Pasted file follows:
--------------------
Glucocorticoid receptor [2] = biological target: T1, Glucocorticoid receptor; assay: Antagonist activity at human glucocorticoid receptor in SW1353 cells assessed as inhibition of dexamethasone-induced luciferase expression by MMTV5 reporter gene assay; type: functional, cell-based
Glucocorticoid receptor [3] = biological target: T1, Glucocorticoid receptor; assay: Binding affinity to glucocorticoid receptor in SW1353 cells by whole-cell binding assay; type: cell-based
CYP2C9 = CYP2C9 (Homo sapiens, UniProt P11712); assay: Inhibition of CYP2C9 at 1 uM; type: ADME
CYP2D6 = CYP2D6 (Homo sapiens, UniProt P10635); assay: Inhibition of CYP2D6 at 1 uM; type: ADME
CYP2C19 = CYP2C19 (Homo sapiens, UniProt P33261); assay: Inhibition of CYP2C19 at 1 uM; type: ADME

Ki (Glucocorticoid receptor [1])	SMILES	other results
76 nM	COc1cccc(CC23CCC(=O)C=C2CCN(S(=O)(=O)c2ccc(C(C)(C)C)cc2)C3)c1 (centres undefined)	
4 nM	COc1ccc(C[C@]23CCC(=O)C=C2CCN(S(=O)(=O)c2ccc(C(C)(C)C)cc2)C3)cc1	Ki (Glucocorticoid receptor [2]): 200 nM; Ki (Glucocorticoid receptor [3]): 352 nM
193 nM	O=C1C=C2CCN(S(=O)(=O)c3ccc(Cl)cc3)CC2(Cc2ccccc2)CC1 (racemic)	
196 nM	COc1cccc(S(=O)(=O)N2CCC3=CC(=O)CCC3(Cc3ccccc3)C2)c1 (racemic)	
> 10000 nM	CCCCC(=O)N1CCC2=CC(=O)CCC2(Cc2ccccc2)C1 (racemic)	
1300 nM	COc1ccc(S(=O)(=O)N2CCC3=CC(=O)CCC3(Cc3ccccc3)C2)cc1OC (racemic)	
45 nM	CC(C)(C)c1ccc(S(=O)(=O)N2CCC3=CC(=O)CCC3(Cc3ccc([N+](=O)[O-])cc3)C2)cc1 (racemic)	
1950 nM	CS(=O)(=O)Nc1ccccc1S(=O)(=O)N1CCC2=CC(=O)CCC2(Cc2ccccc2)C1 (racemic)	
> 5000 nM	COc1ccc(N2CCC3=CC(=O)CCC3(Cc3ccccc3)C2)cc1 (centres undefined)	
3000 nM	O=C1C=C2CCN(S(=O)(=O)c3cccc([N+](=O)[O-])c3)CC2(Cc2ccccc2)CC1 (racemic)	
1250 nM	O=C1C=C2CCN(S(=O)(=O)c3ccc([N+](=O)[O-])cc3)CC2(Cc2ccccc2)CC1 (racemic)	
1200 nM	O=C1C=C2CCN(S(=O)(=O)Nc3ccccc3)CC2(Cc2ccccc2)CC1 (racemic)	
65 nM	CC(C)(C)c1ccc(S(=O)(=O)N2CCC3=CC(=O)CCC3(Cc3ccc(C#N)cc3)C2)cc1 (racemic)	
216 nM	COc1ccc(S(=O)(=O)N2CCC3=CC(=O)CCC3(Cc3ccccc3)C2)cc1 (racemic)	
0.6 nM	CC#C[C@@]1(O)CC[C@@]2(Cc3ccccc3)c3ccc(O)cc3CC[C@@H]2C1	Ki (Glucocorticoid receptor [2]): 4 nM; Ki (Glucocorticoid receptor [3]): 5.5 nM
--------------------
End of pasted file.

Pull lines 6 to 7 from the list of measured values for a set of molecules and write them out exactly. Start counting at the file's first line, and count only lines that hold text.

Ki (Glucocorticoid receptor [1])	SMILES	other results
76 nM	COc1cccc(CC23CCC(=O)C=C2CCN(S(=O)(=O)c2ccc(C(C)(C)C)cc2)C3)c1 (centres undefined)	